Jan 11, 2020

GOP Sen. Mike Lee signs onto Sanders' push to block military funds for Iran

Sen. Mike Lee in March 2019. Photo: Chip Somodevilla/Getty Images

Sen. Mike Lee (R-Utah) agreed to co-sponsor Sen. Bernie Sanders' "No War Against Iran Act," CNN reports and Sanders confirmed Saturday on Twitter.

What's happening: The legislation seeks to deny funding from the Pentagon for use of military force in Iran, which it calls "unauthorized" in light of Congress not approving the lethal strike on top Iranian Gen. Qasem Soleimani.

What he's saying: "War, generally speaking, is something we want to avoid," Lee said on Saturday at the Utah Eagle Forum, following the senators' announced partnership on the legislation.

  • "President Donald Trump has, in my view, been more respectful and more restrained in his exercise of his commander-in-chief role than any other president in my lifetime," Lee added on Saturday — couching his criticism of Wednesday's classified briefing on the Soleimani strike, led by Trump's top national security officials.
  • Lee told Sen. Tim Kaine (D-Va.) he would support a war powers resolution which aims to "vote in Congress to prevent further escalation of hostilities with Iran," if Kaine removed language that criticized Trump, he said Saturday.

Background: Lee called Wednesday's Soleimani briefing the "worst" he's ever seen. He said it was "insulting and demeaning" that briefers instructed senators not to debate the appropriateness of further military action against Iran.

"As United States Senators, we often disagree on many issues. But standing up for the Constitution is not about partisanship. The Founding Fathers were absolutely clear. They wanted to ensure that our country avoided needless conflict and they understood that presidential war-making would be harmful to our democracy."
— the senators' joint Saturday statement to CNN

Go deeper: House passes war powers resolution condemning military action against Iran

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George Floyd protests: What you need to know

Photo: David Dee Delgado/Getty Images

Clashes erupted between police and protesters in several major U.S. cities Saturday night as demonstrations over the death of George Floyd and other police-related killings of black men spread across the country.

The big picture: Floyd's death in Minneapolis police custody is the latest reminder of the disparities between black and white communities in the U.S. and comes as African Americans grapple with higher death rates from the coronavirus and higher unemployment from trying to stem its spread.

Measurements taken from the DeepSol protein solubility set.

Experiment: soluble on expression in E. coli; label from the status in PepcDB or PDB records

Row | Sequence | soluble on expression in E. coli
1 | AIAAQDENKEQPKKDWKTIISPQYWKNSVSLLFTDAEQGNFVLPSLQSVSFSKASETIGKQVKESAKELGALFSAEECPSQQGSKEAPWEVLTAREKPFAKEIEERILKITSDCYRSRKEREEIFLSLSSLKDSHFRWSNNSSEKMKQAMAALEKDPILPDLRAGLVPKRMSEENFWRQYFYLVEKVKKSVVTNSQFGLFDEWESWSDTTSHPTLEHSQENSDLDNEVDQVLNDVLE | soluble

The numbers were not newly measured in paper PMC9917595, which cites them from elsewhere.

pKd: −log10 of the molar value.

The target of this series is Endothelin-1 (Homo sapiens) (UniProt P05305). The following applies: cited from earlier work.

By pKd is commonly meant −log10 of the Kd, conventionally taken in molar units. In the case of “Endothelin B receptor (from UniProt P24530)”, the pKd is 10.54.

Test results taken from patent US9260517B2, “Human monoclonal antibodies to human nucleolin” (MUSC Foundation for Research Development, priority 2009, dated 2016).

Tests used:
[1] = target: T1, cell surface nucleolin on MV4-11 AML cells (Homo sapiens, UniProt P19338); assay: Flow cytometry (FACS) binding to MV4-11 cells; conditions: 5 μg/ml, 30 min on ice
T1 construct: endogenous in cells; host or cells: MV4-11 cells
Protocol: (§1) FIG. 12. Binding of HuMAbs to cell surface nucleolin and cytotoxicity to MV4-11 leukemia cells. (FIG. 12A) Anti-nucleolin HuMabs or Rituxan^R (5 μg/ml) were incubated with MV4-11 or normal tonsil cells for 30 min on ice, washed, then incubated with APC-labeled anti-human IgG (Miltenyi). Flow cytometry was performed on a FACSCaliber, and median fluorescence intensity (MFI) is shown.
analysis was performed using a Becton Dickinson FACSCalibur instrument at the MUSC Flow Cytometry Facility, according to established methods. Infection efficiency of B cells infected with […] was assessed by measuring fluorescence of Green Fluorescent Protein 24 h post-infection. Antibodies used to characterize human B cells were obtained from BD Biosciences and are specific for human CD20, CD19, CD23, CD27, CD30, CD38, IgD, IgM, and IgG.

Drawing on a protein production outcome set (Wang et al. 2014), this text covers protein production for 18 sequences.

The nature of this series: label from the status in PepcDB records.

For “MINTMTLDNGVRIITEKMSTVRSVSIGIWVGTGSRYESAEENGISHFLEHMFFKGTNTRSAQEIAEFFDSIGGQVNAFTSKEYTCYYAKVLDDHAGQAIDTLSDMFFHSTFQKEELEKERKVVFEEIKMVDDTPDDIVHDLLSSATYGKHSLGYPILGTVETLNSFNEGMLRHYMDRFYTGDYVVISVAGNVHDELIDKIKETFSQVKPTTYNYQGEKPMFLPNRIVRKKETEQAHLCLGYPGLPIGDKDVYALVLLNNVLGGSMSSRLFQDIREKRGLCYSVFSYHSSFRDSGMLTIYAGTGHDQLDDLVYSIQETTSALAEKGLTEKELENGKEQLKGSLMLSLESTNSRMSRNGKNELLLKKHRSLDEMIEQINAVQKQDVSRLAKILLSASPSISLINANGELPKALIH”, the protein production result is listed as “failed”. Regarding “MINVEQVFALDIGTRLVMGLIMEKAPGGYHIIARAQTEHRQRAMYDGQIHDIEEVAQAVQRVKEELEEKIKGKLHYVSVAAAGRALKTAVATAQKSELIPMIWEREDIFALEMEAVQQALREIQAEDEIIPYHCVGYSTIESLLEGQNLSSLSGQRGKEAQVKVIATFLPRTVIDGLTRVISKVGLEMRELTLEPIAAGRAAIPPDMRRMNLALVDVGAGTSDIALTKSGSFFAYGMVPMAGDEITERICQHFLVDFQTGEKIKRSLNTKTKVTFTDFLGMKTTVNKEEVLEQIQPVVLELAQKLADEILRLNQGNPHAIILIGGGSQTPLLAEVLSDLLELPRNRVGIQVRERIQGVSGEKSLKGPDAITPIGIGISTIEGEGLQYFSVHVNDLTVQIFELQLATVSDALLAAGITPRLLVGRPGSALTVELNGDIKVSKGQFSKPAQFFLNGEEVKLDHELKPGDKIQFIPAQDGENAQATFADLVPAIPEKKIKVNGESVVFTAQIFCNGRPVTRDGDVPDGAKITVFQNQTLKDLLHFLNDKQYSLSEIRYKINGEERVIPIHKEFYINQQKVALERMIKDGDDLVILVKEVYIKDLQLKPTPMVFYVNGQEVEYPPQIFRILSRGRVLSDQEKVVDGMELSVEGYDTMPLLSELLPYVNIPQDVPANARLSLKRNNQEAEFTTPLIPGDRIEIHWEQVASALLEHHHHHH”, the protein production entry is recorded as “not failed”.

Massive demonstrations put police response to unrest in the spotlight

Washington State Police use tear gas to disperse a crowd in Seattle during a demonstration protesting the death of George Floyd. Photo: Jason Redmond/AFP via Getty Images

The response of some officers during demonstrations against police brutality in the U.S. has been criticized for being excessive by some officials and Black Lives Matter leaders.

Why it matters: The situation is tense across the U.S., with reports of protesters looting and burning buildings. While some police have responded with restraint and by monitoring the protests, others have used batons, tear gas and other chemicals and devices to disperse protesters and, in some cases, journalists.

Updated 1 hour ago - Politics & Policy

U.S. cities crack down on protesters

The scene near the 5th police precinct during a demonstration calling for justice for George Floyd in Minneapolis on Saturday. Photo: Kerem Yucel/AFP via Getty Images

Major U.S. cities have implemented curfews and called on National Guard to mobilize as thousands of demonstrators gather across the nation to continue protesting the death of George Floyd.

The state of play: Hundreds have already been arrested as tensions continue to rise between protesters and local governments. Protesters are setting police cars on fire as freeways remain blocked and windows are shattered, per the Washington Post. Law enforcement officials are using tear gas and rubber bullets to try to disperse crowds and send protesters home.